Entire range of reservations extended to private colleges

Around 40,000 colleges and 900 universities are expected to be covered if and when the Centre passes a law

By Basant Kumar Mohanty in New Delhi
  • Published 16.01.19, 4:07 AM
  • Updated 16.01.19, 10:34 AM
  • 2 mins read
  •  
The government wants to implement quotas for Scheduled Castes, Scheduled Tribes, Other Backward Classes and the economically weaker sections in private educational establishments. (Shutterstock)

The Centre on Tuesday announced that the entire range of reservations would be extended to admissions in private higher education institutions from the academic year beginning in July.

The announcement means the government wants to implement quotas for Scheduled Castes, Scheduled Tribes, Other Backward Classes and the economically weaker sections in private educational establishments.

These quotas add up to 60 per cent of the seats. Around 40,000 colleges and 900 universities across the country are expected to be covered if and when the Centre passes a law.

Although the Constitution provides for reservation in the private sector, it needs to be enabled through a separate bill. Union HRD minister Prakash Javadekar, who announced the intent, did not say anything about the law but government sources hinted at the possibility of exploring options on moving a bill in the impending budget session of Parliament.

“The private institutions will implement reservation for SCs, STs and OBCs too. All the 40,000 colleges and 900 universities will implement reservation,” Javadekar said.

The Press Information Bureau, the publicity wing of the central government, later issued a media release that said: “The government has decided that from the academic year 2019-20 itself, 10 per cent EWS (economically weaker sections) quota will be implemented across 40,000 colleges and 900 universities in the country. This 10 per cent quota for EWS will be over and above the existing quotas for SCs, STs and OBCs and general seats.”

Given the political consensus that was seen over the economic quota, all parties are expected to support the move. The decision may be challenged in court but the BJP would be looking for a boost for the general election.

Reservation expert and retired bureaucrat P.S. Krishnan said the Centre has to take legislative measures to implement admission quotas in private higher education institutions.

"The government has to pass a law to provide for reservation in private sector. It cannot be done through an executive order. In order to roll out implementation, the government should promulgate two ordinances, one for reservation for SCs, STs and OBCs in private institutions and another for the implementation of the EWS (economically weaker sections) quota in private institutions," Krishnan said.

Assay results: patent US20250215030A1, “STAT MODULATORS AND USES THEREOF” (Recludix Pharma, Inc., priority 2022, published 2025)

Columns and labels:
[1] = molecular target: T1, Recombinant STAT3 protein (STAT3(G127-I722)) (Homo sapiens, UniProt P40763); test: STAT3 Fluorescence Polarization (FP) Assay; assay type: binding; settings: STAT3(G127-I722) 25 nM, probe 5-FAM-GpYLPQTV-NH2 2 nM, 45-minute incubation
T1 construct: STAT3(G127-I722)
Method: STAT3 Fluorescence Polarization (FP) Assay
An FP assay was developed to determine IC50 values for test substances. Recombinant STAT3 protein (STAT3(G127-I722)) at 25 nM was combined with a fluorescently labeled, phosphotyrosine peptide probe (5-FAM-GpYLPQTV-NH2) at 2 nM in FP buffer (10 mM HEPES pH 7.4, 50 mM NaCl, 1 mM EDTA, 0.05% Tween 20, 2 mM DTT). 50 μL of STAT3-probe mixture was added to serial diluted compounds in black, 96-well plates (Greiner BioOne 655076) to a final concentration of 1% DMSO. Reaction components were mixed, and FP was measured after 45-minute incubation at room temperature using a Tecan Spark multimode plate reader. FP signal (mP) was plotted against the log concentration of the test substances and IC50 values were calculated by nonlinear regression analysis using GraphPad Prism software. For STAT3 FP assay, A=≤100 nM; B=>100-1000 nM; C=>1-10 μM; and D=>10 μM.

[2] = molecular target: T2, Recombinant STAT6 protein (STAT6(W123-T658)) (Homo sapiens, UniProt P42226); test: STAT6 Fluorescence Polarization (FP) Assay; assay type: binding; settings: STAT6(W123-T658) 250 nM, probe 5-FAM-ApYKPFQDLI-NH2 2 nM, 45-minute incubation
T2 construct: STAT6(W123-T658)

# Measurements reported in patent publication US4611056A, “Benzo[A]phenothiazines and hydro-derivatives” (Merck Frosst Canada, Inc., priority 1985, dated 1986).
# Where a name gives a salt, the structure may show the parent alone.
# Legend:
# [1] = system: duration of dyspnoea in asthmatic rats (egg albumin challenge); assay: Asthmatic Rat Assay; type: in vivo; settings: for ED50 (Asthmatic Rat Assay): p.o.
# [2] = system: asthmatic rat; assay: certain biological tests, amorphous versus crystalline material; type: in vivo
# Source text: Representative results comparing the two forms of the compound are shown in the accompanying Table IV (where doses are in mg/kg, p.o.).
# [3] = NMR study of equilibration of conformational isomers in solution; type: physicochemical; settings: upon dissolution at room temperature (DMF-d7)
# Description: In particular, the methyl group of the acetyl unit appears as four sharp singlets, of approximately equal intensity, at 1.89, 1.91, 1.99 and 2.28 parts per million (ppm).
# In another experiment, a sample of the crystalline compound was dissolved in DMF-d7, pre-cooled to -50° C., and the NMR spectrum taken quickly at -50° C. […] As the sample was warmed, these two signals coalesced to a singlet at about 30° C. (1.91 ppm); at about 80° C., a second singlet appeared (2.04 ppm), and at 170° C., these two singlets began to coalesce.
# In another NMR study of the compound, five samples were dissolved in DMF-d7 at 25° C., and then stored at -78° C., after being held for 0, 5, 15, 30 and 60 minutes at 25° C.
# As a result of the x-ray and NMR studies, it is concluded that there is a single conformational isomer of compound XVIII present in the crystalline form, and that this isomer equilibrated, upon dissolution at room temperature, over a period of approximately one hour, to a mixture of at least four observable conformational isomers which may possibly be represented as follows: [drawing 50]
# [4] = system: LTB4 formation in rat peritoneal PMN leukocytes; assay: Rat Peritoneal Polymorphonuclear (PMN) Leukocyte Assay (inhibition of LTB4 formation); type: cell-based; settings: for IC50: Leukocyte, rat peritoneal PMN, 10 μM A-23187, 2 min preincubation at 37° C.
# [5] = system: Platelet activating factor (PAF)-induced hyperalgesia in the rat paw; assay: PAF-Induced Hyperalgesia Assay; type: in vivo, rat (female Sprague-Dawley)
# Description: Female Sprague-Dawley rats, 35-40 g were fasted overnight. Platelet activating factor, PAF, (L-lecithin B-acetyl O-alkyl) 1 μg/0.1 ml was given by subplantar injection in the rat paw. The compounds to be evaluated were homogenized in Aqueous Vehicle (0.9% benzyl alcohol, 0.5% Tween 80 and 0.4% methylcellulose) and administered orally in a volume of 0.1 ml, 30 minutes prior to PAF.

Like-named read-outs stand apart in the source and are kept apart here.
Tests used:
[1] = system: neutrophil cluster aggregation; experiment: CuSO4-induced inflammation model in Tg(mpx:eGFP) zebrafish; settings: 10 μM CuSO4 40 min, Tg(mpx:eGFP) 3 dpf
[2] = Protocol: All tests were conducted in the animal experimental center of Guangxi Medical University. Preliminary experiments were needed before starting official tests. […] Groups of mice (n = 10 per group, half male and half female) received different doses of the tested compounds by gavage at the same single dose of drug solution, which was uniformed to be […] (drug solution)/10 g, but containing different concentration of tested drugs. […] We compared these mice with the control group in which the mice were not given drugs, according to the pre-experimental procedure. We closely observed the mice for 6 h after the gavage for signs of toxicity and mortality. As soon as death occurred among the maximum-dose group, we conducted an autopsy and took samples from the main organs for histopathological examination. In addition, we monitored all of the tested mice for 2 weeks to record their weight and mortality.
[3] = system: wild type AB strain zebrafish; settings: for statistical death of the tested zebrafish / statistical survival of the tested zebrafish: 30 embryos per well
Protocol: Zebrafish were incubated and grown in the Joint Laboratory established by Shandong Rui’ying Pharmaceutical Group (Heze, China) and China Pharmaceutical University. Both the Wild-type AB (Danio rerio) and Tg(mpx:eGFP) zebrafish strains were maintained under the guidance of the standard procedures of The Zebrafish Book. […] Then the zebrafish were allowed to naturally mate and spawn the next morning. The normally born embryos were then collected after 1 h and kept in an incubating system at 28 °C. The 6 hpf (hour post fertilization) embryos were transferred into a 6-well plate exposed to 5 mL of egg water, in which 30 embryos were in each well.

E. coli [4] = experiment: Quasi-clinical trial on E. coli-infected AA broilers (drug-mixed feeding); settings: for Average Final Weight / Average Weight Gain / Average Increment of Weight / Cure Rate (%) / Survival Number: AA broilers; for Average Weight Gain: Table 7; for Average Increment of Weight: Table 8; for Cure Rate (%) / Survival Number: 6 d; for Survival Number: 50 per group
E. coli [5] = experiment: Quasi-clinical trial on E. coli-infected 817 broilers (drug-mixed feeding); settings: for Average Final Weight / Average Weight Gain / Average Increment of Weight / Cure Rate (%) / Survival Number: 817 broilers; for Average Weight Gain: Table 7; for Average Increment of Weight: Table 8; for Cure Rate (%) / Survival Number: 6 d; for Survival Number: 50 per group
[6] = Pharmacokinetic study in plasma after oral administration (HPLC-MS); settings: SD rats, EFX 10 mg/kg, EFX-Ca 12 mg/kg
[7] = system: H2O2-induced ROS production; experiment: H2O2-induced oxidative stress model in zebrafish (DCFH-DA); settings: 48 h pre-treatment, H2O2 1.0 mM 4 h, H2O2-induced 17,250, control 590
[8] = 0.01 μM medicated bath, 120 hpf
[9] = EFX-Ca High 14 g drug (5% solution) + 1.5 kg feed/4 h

The Education Promotion Society of India (Epsi), a body of private higher education institutions, said reservation in private institutions would have to be implemented through consultations with state governments.

"The state private universities come under the state governments. The central government cannot enforce reservation in state private universities without the consent of state governments," said G. Viswanathan, Epsi president.

He did not wish to comment about the applicability of the SC, ST and OBC quota in private deemed universities, which are regulated by the University Grants Commission. "Let the order come, then we will talk," he said.

A senior HRD ministry official said the government might bring a bill in the budget session to implement reservation in admissions to private higher education institutions.

Public intellectual Kancha Ilaiah said the BJP would make political gains even if the measure were to be challenged in court.

"If the BJP government decides to implement the reservation for SCs, STs and OBCs in private educational institutions from this academic session, it would be a major step. It may give the BJP a lot of advantage in the general election of 2019 even if it is stalled in a court of law. This is a policy decision by a right-wing government which had been against such reservation earlier," Ilaiah said.

N. Sukumar, an Ambedkarite scholar and faculty member at Delhi University, appeared sceptical about the implementation of reservation in private educational institutions. The government is doing this to pacify the SCs, STs and OBCs who are aggrieved by the newly created reservation on economic criteria, he said.

"The government wants to satisfy the SCs, STs and OBCs. That is why it announced reservation in private-sector institutions. The public-sector institutions are not implementing reservation properly for SCs, STs and OBCs. The private institutions will not implement it, saying they are not funded by the government," Sukumar said.

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